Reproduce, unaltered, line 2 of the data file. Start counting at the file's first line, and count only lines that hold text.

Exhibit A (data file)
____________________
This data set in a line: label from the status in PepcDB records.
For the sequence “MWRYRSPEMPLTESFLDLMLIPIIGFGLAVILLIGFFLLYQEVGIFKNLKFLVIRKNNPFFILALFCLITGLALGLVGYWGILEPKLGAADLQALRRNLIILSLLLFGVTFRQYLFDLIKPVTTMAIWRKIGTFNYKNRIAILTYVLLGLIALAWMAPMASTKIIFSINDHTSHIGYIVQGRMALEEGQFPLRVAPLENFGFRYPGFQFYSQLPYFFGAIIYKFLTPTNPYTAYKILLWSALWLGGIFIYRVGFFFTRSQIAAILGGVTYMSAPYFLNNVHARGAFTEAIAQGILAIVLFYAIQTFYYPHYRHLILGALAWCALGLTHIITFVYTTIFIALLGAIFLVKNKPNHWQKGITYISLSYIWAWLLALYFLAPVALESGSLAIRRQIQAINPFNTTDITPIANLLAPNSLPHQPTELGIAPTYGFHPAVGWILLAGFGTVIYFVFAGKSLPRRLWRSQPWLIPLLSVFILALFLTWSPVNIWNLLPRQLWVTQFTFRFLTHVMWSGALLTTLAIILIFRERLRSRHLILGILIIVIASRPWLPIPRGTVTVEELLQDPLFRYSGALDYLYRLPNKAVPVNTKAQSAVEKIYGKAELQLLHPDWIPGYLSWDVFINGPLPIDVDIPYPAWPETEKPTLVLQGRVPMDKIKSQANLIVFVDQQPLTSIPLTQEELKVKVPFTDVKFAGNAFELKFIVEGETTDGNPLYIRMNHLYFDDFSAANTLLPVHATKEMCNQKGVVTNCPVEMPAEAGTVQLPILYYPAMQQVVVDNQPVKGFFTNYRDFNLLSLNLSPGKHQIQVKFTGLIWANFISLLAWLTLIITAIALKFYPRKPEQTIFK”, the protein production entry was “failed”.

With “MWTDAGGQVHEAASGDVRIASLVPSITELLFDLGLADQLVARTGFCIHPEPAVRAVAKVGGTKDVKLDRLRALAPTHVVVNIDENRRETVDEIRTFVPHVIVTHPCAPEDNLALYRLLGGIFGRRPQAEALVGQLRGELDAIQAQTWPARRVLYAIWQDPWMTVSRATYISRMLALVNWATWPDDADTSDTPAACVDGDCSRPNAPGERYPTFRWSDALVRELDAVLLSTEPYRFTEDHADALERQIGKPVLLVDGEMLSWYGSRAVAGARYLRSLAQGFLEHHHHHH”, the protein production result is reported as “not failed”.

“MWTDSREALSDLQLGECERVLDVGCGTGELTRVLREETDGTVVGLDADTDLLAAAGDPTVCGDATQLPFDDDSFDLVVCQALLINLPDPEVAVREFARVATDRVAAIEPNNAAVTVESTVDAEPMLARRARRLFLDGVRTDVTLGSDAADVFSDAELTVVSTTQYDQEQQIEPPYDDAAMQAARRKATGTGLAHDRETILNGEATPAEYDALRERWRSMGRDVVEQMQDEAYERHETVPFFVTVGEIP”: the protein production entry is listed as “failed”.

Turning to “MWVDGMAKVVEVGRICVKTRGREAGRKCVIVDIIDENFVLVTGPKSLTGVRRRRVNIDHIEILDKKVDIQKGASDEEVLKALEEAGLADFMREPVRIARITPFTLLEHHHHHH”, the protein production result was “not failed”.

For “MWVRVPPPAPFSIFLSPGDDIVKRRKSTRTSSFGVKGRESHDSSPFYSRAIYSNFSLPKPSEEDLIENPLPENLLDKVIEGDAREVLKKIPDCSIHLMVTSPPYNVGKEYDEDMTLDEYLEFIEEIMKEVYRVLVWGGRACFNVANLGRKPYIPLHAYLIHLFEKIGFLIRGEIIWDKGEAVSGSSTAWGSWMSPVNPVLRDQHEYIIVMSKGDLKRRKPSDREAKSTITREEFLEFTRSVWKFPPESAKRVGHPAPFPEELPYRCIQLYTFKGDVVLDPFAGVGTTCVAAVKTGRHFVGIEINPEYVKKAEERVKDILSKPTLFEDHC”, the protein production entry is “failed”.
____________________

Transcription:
For the sequence “MWRYRSPEMPLTESFLDLMLIPIIGFGLAVILLIGFFLLYQEVGIFKNLKFLVIRKNNPFFILALFCLITGLALGLVGYWGILEPKLGAADLQALRRNLIILSLLLFGVTFRQYLFDLIKPVTTMAIWRKIGTFNYKNRIAILTYVLLGLIALAWMAPMASTKIIFSINDHTSHIGYIVQGRMALEEGQFPLRVAPLENFGFRYPGFQFYSQLPYFFGAIIYKFLTPTNPYTAYKILLWSALWLGGIFIYRVGFFFTRSQIAAILGGVTYMSAPYFLNNVHARGAFTEAIAQGILAIVLFYAIQTFYYPHYRHLILGALAWCALGLTHIITFVYTTIFIALLGAIFLVKNKPNHWQKGITYISLSYIWAWLLALYFLAPVALESGSLAIRRQIQAINPFNTTDITPIANLLAPNSLPHQPTELGIAPTYGFHPAVGWILLAGFGTVIYFVFAGKSLPRRLWRSQPWLIPLLSVFILALFLTWSPVNIWNLLPRQLWVTQFTFRFLTHVMWSGALLTTLAIILIFRERLRSRHLILGILIIVIASRPWLPIPRGTVTVEELLQDPLFRYSGALDYLYRLPNKAVPVNTKAQSAVEKIYGKAELQLLHPDWIPGYLSWDVFINGPLPIDVDIPYPAWPETEKPTLVLQGRVPMDKIKSQANLIVFVDQQPLTSIPLTQEELKVKVPFTDVKFAGNAFELKFIVEGETTDGNPLYIRMNHLYFDDFSAANTLLPVHATKEMCNQKGVVTNCPVEMPAEAGTVQLPILYYPAMQQVVVDNQPVKGFFTNYRDFNLLSLNLSPGKHQIQVKFTGLIWANFISLLAWLTLIITAIALKFYPRKPEQTIFK”, the protein production entry was “failed”.